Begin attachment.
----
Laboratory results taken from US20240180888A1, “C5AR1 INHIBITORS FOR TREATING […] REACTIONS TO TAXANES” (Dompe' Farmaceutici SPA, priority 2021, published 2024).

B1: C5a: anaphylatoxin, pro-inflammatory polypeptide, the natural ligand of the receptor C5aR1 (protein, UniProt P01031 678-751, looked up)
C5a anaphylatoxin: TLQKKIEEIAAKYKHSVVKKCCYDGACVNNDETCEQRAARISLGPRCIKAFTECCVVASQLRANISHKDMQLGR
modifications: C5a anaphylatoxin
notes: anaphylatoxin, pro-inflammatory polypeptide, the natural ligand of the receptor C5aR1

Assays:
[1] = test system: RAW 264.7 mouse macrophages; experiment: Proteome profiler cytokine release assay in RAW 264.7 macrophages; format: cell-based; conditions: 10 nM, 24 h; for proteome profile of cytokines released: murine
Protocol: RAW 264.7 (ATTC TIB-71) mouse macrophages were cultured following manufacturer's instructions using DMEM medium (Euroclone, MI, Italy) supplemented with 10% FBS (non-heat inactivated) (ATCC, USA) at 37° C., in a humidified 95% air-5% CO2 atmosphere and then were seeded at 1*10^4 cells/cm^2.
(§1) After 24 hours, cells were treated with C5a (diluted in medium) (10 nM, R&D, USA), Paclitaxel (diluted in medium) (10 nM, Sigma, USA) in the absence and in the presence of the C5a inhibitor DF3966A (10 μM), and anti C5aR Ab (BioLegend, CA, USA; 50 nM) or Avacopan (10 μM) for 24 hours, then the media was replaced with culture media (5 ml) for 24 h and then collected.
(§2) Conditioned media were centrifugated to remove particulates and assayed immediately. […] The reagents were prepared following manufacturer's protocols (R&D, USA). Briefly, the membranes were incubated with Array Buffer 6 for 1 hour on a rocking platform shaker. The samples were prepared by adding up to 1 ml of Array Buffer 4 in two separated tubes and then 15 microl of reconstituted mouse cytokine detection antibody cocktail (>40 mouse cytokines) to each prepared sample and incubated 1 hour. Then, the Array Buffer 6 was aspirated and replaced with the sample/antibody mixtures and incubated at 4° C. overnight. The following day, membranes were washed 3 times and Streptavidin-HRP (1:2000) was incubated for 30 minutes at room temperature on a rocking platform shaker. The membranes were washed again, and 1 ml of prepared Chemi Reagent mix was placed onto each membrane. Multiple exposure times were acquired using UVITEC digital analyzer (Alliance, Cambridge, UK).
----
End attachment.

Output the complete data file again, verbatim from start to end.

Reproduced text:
Laboratory results taken from US20240180888A1, “C5AR1 INHIBITORS FOR TREATING […] REACTIONS TO TAXANES” (Dompe' Farmaceutici SPA, priority 2021, published 2024).

B1: C5a: anaphylatoxin, pro-inflammatory polypeptide, the natural ligand of the receptor C5aR1 (protein, UniProt P01031 678-751, looked up)
C5a anaphylatoxin: TLQKKIEEIAAKYKHSVVKKCCYDGACVNNDETCEQRAARISLGPRCIKAFTECCVVASQLRANISHKDMQLGR
modifications: C5a anaphylatoxin
notes: anaphylatoxin, pro-inflammatory polypeptide, the natural ligand of the receptor C5aR1

Assays:
[1] = test system: RAW 264.7 mouse macrophages; experiment: Proteome profiler cytokine release assay in RAW 264.7 macrophages; format: cell-based; conditions: 10 nM, 24 h; for proteome profile of cytokines released: murine
Protocol: RAW 264.7 (ATTC TIB-71) mouse macrophages were cultured following manufacturer's instructions using DMEM medium (Euroclone, MI, Italy) supplemented with 10% FBS (non-heat inactivated) (ATCC, USA) at 37° C., in a humidified 95% air-5% CO2 atmosphere and then were seeded at 1*10^4 cells/cm^2.
(§1) After 24 hours, cells were treated with C5a (diluted in medium) (10 nM, R&D, USA), Paclitaxel (diluted in medium) (10 nM, Sigma, USA) in the absence and in the presence of the C5a inhibitor DF3966A (10 μM), and anti C5aR Ab (BioLegend, CA, USA; 50 nM) or Avacopan (10 μM) for 24 hours, then the media was replaced with culture media (5 ml) for 24 h and then collected.
(§2) Conditioned media were centrifugated to remove particulates and assayed immediately. […] The reagents were prepared following manufacturer's protocols (R&D, USA). Briefly, the membranes were incubated with Array Buffer 6 for 1 hour on a rocking platform shaker. The samples were prepared by adding up to 1 ml of Array Buffer 4 in two separated tubes and then 15 microl of reconstituted mouse cytokine detection antibody cocktail (>40 mouse cytokines) to each prepared sample and incubated 1 hour. Then, the Array Buffer 6 was aspirated and replaced with the sample/antibody mixtures and incubated at 4° C. overnight. The following day, membranes were washed 3 times and Streptavidin-HRP (1:2000) was incubated for 30 minutes at room temperature on a rocking platform shaker. The membranes were washed again, and 1 ml of prepared Chemi Reagent mix was placed onto each membrane. Multiple exposure times were acquired using UVITEC digital analyzer (Alliance, Cambridge, UK).